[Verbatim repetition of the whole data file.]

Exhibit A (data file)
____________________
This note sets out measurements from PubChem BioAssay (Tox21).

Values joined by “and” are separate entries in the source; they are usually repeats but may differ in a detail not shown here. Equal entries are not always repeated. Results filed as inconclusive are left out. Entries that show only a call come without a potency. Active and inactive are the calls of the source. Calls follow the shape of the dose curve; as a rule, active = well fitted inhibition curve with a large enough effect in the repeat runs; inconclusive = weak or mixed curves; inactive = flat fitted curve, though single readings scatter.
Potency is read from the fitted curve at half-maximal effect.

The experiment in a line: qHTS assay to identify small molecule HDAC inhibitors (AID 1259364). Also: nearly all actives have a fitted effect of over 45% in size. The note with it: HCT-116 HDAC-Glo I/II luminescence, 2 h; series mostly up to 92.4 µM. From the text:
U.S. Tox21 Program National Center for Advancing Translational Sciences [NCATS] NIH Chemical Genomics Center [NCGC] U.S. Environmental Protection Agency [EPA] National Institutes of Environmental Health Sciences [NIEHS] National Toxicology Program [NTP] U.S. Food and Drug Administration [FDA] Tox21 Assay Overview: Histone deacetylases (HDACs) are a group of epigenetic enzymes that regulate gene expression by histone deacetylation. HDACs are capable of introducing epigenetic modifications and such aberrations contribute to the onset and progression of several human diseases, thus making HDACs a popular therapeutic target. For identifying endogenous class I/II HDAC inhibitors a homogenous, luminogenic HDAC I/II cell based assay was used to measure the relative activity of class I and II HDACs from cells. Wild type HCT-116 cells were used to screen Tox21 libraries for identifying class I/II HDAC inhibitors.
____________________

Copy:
This note sets out measurements from PubChem BioAssay (Tox21).

Values joined by “and” are separate entries in the source; they are usually repeats but may differ in a detail not shown here. Equal entries are not always repeated. Results filed as inconclusive are left out. Entries that show only a call come without a potency. Active and inactive are the calls of the source. Calls follow the shape of the dose curve; as a rule, active = well fitted inhibition curve with a large enough effect in the repeat runs; inconclusive = weak or mixed curves; inactive = flat fitted curve, though single readings scatter.
Potency is read from the fitted curve at half-maximal effect.

The experiment in a line: qHTS assay to identify small molecule HDAC inhibitors (AID 1259364). Also: nearly all actives have a fitted effect of over 45% in size. The note with it: HCT-116 HDAC-Glo I/II luminescence, 2 h; series mostly up to 92.4 µM. From the text:
U.S. Tox21 Program National Center for Advancing Translational Sciences [NCATS] NIH Chemical Genomics Center [NCGC] U.S. Environmental Protection Agency [EPA] National Institutes of Environmental Health Sciences [NIEHS] National Toxicology Program [NTP] U.S. Food and Drug Administration [FDA] Tox21 Assay Overview: Histone deacetylases (HDACs) are a group of epigenetic enzymes that regulate gene expression by histone deacetylation. HDACs are capable of introducing epigenetic modifications and such aberrations contribute to the onset and progression of several human diseases, thus making HDACs a popular therapeutic target. For identifying endogenous class I/II HDAC inhibitors a homogenous, luminogenic HDAC I/II cell based assay was used to measure the relative activity of class I and II HDACs from cells. Wild type HCT-116 cells were used to screen Tox21 libraries for identifying class I/II HDAC inhibitors.